Narratives of Exploration and Adventure

By John Charles Frémont; Allan Nevins | Go to book overview

CHAPTER 2
Nicollet: *Surveying the Minnesota-Dakota Country

THE Cherokee survey was over. I remained at home only just long enough to enjoy the pleasure of the return to it, and to rehabituate myself to old scenes. While I was trying to devise and settle upon some plan for the future, my unforgetful friend, Mr. Poinsett, had also been thinking for me. He was now Secretary of War, and, at his request, I was appointed by President Van Buren a second lieutenant in the United States Topographical Corps, and ordered to Washington. Washington was greatly different then from the beautiful capital of today. Instead of many broad, well-paved, and leafy avenues, Pennsylvania Avenue about represented the town. There were not the usual resources of public amusement. It was a lonesome place for a young man knowing but one person in the city, and there was no such attractive spot as the Battery by the sea at

____________________
*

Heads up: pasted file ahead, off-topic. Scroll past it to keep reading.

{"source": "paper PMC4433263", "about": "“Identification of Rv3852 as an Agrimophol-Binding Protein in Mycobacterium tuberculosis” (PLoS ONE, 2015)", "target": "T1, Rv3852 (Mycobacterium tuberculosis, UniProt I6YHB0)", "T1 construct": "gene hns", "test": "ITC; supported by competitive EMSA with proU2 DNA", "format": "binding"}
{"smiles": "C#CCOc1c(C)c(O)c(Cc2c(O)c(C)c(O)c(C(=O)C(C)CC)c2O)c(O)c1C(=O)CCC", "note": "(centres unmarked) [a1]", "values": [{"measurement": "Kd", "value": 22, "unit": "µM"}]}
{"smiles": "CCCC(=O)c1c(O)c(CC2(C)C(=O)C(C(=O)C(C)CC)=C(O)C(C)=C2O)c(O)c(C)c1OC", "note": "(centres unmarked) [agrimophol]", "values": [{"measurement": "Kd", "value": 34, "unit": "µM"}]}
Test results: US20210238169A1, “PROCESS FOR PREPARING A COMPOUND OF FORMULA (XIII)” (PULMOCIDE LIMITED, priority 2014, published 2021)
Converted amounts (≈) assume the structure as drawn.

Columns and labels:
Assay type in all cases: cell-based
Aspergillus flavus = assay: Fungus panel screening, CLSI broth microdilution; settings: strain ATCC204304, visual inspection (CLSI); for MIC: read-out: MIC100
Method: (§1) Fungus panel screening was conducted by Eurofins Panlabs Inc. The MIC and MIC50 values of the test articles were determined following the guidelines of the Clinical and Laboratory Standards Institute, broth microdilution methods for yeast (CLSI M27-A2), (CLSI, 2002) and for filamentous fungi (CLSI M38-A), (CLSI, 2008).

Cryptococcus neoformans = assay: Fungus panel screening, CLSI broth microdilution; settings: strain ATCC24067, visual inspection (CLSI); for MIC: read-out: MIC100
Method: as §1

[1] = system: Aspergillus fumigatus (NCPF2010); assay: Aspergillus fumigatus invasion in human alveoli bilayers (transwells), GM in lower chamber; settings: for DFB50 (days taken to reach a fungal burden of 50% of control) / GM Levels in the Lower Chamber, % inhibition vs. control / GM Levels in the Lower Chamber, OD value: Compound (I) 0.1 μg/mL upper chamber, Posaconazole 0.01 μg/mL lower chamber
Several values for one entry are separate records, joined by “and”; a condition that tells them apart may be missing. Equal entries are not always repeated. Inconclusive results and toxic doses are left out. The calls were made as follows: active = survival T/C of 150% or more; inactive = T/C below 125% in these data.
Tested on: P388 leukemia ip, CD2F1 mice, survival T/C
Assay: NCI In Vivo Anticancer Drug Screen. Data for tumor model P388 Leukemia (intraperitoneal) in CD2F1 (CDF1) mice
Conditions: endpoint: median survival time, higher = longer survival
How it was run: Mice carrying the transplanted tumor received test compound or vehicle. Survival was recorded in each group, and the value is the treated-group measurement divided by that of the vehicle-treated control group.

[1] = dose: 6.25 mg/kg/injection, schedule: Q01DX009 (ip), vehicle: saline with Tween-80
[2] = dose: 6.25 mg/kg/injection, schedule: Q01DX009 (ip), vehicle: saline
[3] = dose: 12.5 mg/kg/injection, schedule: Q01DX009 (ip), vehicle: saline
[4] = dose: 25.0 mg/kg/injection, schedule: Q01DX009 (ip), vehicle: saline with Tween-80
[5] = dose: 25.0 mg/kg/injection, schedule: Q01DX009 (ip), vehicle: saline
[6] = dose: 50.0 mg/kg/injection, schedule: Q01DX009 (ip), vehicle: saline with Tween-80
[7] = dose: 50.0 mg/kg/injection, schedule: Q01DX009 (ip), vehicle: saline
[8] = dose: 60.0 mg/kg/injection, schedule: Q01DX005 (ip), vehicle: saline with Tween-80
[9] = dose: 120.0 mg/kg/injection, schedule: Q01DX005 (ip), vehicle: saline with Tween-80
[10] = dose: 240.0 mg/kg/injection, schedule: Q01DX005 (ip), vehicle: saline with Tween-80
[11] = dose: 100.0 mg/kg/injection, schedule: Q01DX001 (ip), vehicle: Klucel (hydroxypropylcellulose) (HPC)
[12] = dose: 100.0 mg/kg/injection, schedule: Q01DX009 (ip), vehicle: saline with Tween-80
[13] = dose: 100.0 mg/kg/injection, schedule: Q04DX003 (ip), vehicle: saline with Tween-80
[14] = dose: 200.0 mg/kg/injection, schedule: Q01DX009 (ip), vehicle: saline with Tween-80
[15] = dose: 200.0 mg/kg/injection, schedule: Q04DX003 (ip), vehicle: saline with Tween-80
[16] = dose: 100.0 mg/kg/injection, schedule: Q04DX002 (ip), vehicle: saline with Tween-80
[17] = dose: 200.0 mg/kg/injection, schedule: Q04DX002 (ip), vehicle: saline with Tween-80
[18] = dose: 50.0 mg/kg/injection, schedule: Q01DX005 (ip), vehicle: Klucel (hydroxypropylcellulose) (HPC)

This chapter is taken from Frémont's Memoirs, pp. 31-54. It might well be called the Nicollet chapter of Frémont's life. Joseph Nicolas Nicollet, often mistakenly called Jean, was fifty-two when he made the survey of the upper Missouri country on which Frémont accompanied him ( 1838). A musician, an accomplished mathematician -- he had been professor of mathematics at the Collège Louis-Le-Grand in Paris-a man well read in all the sciences, he was just the mentor Frémont needed. He had been born in Savoy, had attracted attention by the brilliance of his mind, and had rapidly advanced to the position of secretary and librarian of the Observatory, where he worked with Laplace. At the time of the Revolution of 1830 he emigrated to New Orleans. The Chouteau family in St. Louis helped him in his plans for exploring the upper Mississippi and its headwaters, and in 1836-37 he spent the winter at Fort Snelling. Secretary Poinsett then asked him to come to Washington. Frémont's enthusiastic account of his personality is the fullest we possess. A man of slight physique, ill adapted to hardship, his years of exploration were destined to be few. For his part, he became warmly attached to Frémont. When the young man left him for a special survey, he wrote of the pain the separation had given him, and added: "I shall await you with open arms to embrace you, and congratulate you."

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